Your baby is ugly

February 22, 2017 by Lee Erickson

What was that?

It’s often hard for entrepreneurs to hear that their solution is flawed or missing the mark. But the 1st iteration of any solution rarely survives entry to market and first exposure to customers without getting some bumps and bruises. It can be hard to accept that the fruits of your labor aren’t as perfect as you think they are.

We call this, finding out your baby is ugly.

But, I worked so hard!

Of course you did. You and your team worked late nights, feel really feel passionate about what you are doing, and have so many cool things included in your product. Everyone should ooh and ah over it.

But hard work doesn’t guarantee success. You have to work smarter.

As Eric Ries says, building something on time and budget has no meaning if no one wants it.

Avoiding ugly-baby syndrome.

Successful entrepreneurs know going in that getting feedback from customers and being open to what they say is the best way to ensure that your baby avoids the “ugly” stage (or at least grows out of it quickly).

  1. Do learn from customers.
    Before you build anything, talk to at least 100 customers to better understand the problem/need they have. Lean Customer Development is a great book on this, full of actionable advice.
  2. Don’t take it personally.
    Your mission is not to prove that you are right, but to figure out where you are wrong. The more often you ask for advice the easier it gets to hear that junior may need some work.
  3. Do create a problem statement.
    Clearly articulating the problem you are solving is difficult. All startups should have a written problem statement that clearly identifies the root cause of the problem/need. A good template to use is something like this… I believe [type of people] experience [type of problem] when doing [type of task] because of [limit or constraint/root cause].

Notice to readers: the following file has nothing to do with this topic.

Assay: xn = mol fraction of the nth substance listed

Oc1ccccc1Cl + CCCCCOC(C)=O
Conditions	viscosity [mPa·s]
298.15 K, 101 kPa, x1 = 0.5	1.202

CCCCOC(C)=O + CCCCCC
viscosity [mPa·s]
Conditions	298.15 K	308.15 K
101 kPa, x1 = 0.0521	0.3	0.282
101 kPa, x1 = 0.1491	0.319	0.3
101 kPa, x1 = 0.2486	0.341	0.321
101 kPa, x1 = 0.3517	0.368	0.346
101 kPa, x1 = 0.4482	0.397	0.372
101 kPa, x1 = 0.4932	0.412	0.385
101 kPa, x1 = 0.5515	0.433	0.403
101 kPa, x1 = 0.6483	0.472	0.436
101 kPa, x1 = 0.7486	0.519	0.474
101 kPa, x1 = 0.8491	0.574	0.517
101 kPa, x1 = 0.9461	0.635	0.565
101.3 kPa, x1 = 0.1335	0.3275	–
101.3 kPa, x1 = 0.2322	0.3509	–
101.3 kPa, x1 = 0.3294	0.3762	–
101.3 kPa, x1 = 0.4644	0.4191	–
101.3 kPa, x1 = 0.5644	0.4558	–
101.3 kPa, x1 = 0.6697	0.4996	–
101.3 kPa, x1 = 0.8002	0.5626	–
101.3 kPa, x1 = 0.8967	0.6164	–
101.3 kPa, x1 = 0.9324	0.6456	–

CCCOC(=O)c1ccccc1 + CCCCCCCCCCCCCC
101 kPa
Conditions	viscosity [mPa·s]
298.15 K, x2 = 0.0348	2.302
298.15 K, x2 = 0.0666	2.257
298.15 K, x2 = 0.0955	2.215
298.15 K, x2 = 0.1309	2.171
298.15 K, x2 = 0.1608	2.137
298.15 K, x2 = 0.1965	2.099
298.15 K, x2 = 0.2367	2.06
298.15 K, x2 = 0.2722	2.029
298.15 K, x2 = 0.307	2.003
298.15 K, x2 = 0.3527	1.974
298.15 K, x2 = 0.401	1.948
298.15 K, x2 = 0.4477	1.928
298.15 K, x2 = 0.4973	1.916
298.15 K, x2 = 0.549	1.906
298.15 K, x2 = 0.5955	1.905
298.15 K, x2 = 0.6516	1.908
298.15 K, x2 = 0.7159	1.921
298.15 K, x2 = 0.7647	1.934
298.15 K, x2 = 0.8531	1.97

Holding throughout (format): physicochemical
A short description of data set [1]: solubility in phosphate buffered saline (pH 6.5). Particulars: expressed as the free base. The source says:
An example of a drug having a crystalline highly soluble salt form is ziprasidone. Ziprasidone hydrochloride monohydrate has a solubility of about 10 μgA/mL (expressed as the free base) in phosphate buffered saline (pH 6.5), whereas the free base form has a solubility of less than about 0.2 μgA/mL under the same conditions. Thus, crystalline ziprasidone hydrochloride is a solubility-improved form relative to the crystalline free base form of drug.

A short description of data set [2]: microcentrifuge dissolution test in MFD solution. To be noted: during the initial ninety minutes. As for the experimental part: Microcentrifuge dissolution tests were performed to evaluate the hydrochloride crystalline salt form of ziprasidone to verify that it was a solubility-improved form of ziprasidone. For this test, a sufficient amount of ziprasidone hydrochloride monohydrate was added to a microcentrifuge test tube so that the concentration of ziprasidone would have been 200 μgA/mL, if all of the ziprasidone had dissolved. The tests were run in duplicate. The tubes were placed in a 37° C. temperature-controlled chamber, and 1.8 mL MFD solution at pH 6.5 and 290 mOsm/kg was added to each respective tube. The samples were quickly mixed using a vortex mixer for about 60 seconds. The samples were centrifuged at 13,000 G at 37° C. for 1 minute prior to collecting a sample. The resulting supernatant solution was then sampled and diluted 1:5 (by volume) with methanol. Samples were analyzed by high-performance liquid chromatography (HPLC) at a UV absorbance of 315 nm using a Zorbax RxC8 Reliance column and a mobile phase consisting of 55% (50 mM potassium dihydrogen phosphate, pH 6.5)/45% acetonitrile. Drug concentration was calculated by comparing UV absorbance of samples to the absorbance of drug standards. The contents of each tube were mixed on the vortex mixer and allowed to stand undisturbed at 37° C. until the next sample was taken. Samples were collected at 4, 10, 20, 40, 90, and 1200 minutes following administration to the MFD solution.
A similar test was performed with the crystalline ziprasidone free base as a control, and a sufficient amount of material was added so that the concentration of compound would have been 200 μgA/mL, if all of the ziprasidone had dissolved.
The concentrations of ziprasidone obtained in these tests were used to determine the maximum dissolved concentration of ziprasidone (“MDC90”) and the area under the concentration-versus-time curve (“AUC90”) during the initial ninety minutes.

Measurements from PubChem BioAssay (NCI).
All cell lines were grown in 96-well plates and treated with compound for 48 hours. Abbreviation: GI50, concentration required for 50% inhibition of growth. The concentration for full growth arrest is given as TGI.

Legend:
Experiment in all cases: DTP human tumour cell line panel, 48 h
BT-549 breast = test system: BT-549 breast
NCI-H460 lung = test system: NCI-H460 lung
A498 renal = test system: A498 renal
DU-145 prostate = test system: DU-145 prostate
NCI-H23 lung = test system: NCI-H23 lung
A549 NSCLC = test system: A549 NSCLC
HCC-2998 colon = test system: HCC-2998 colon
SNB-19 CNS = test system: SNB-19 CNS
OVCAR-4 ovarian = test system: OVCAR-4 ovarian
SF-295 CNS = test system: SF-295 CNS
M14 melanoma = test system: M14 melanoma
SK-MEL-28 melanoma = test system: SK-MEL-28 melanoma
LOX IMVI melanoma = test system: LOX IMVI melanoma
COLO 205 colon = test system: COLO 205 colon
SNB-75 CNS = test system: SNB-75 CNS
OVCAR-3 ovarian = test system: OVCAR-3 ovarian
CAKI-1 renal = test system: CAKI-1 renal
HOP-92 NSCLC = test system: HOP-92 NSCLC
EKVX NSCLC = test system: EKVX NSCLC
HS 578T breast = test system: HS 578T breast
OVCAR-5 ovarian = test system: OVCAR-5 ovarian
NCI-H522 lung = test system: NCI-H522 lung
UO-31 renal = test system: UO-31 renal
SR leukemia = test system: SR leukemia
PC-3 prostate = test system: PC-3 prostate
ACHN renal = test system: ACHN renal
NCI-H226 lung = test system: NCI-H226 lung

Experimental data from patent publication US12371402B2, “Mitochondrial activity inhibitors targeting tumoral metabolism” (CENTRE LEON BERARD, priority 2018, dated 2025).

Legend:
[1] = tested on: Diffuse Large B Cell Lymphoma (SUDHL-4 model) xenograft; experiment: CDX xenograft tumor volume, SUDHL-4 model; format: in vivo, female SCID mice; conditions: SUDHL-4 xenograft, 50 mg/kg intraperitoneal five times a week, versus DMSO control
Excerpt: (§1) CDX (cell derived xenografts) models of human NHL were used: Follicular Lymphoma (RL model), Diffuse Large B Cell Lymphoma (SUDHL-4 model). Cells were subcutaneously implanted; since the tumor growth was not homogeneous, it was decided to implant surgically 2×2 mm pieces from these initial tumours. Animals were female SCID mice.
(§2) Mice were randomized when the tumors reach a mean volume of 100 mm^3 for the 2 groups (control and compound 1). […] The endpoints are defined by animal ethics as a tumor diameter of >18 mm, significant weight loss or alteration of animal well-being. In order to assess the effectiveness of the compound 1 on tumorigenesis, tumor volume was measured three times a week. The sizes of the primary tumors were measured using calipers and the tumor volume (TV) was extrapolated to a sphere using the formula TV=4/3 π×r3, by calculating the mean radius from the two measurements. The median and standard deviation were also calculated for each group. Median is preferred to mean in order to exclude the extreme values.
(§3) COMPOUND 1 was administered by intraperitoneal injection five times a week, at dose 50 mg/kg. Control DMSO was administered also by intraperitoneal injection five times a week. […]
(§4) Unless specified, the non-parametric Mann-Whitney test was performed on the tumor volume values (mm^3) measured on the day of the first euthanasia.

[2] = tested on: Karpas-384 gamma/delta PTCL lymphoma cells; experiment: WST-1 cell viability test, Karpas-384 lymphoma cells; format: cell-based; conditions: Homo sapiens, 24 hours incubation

4. Do test the market, early and often.
    Make a list of assumptions that you are making and create test to test them. Test your message with smoke screens, landing pages. and minimal viable products.
  5. Do what you can in 2-3 week sprints.
    Planning months out is a waste of time for startups. Startups are still in the process of clearly articulating the problem, the target customer, their solution, and how they will make money. So, focus on learning as much as you can as quickly as you can.
  6. Don’t do everything every customer suggests.
    It’s not about implementing and adding everything that customers say they want. It’s about finding patterns and identifying the must haves. 37 Signals has a great book on lean development. They recommend only doing the things that you hear over and over from different customers so many times that you can’t forget it.
  7. Do rinse and repeat.
    Startups are in a permanent state of reinvention which requires them to be in contact with current, past, and potential customers on a regular basis, continually test their assumptions, and build sprints to help them learn fast.

Remember, your baby can always slip back into ugly-ville if you don’t keep checking in with customers.

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